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Integrated Delivery Systems In Managed Care
What Are Integrated Delivery Systems?
Part I: Definitions
Kelly Devers, Ph.D., Senior Research Fellow, Center for Organization and Delivery Studies, Agency for
Health Care Policy and Research (AHCPR), U.S. Department of Health and Human Services (HHS), Rockville, MD.
This session focused on new trends in provider-based integrated delivery
systems (IDSs). The session delineated:
- Why hospitals and physicians form IDSs.
- Types of hospital-physician arrangements and their prevalence
- Early evidence on provider-based IDS performance.
Models of market evolution suggest that increasing health maintenance organizations (HMO) penetration is
linked with increases in hospital consolidation, vertical integration between hospitals and physicians, and capitated
payment arrangements. These models help conceptualize complex market changes and signal their public policy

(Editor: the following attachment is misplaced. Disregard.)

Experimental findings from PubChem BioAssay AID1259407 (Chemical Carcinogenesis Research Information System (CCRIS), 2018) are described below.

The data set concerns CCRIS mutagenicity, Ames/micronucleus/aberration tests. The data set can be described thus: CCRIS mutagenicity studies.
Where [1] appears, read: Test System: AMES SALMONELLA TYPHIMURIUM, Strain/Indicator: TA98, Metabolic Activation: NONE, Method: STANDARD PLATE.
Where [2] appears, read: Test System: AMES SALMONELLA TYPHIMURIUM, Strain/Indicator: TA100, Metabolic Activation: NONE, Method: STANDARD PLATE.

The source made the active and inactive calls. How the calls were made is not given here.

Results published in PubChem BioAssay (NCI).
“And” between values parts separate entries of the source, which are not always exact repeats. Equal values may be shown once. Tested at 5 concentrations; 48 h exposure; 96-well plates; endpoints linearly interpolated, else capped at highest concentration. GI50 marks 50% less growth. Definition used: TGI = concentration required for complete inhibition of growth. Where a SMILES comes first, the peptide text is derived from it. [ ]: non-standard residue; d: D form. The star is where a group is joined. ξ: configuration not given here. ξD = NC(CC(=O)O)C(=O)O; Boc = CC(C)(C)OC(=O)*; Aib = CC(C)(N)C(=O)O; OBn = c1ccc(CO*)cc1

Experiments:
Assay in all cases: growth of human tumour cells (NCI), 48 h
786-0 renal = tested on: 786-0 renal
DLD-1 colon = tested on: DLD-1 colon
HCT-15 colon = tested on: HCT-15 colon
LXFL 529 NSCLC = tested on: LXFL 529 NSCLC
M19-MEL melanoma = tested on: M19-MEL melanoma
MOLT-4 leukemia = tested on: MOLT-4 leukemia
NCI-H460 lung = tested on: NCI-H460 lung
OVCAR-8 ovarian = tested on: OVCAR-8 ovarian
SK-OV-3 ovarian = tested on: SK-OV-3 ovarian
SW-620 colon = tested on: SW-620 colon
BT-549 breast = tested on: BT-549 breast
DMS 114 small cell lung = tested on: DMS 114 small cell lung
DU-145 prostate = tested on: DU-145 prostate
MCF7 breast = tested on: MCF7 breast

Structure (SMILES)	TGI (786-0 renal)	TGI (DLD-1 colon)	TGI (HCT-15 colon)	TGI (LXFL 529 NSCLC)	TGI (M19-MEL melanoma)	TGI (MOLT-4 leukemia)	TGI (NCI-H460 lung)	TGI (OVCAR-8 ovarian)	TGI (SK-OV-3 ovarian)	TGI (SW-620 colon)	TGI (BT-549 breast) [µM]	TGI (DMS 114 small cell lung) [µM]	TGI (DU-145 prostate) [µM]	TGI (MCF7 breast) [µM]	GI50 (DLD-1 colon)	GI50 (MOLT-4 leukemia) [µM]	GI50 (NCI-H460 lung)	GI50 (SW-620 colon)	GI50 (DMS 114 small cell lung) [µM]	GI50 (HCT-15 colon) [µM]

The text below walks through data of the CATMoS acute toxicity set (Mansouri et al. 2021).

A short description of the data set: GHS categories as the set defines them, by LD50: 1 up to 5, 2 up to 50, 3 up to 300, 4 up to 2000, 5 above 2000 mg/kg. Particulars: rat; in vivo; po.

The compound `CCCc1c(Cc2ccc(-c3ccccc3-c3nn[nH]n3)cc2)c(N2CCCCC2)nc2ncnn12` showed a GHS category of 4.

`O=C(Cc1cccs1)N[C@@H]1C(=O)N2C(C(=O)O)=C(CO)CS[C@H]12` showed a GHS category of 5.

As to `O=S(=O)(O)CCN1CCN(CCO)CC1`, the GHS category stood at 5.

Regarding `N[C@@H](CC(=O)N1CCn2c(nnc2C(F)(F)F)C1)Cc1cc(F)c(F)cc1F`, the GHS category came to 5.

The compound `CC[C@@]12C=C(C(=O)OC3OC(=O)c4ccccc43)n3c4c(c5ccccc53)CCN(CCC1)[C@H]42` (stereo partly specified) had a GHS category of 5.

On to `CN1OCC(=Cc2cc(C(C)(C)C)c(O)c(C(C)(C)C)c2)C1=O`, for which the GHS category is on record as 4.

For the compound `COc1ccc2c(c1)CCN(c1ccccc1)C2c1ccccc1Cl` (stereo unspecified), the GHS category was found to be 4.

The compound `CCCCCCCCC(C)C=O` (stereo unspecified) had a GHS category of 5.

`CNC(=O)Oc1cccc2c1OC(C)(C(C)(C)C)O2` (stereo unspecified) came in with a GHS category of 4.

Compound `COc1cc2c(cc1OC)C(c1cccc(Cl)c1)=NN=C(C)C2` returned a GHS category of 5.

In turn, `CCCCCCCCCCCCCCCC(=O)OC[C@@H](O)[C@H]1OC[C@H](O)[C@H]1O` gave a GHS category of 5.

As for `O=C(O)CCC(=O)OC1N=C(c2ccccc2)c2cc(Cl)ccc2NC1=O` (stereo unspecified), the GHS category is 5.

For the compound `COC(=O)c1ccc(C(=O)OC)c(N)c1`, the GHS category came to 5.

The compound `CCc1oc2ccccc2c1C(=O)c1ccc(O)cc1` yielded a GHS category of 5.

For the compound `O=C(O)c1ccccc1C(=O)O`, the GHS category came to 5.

implications (e.g., insurance regulation, purchasing strategies, antitrust), but recent research suggests they should be used
Specific types of hospital-physician arrangements can be thought of as a continuum, from "loosely"
arranged to more "tightly" integrated systems. Approximately one-quarter of community hospitals are engaged in some
type of arrangement with physicians.
Finally, Dr. Devers noted that there is relatively little research on the ability of
provider-based IDSs to reduce cost or improve access, coordination, and quality of care. Findings on the financial
performance of hospitals affiliated with a system suggest some small but positive benefit.
Among the key questions State
policymakers will need to address are the following:
- Should provider-based IDS formation be encouraged?
- Should provider-based IDSs be regulated? If so, who should regulate new hospital-physician arrangements (e.g., State
or Federal government, within States, insurance commissioners, department of health, or other entity)?
- Which State and/or Federal regulatory areas require change?
- Who should hold provider-based IDSs accountable and how?
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Center for Health Affairs, Bethesda, MD, 1996.
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Systems. Health Affairs 13(5):46-64.
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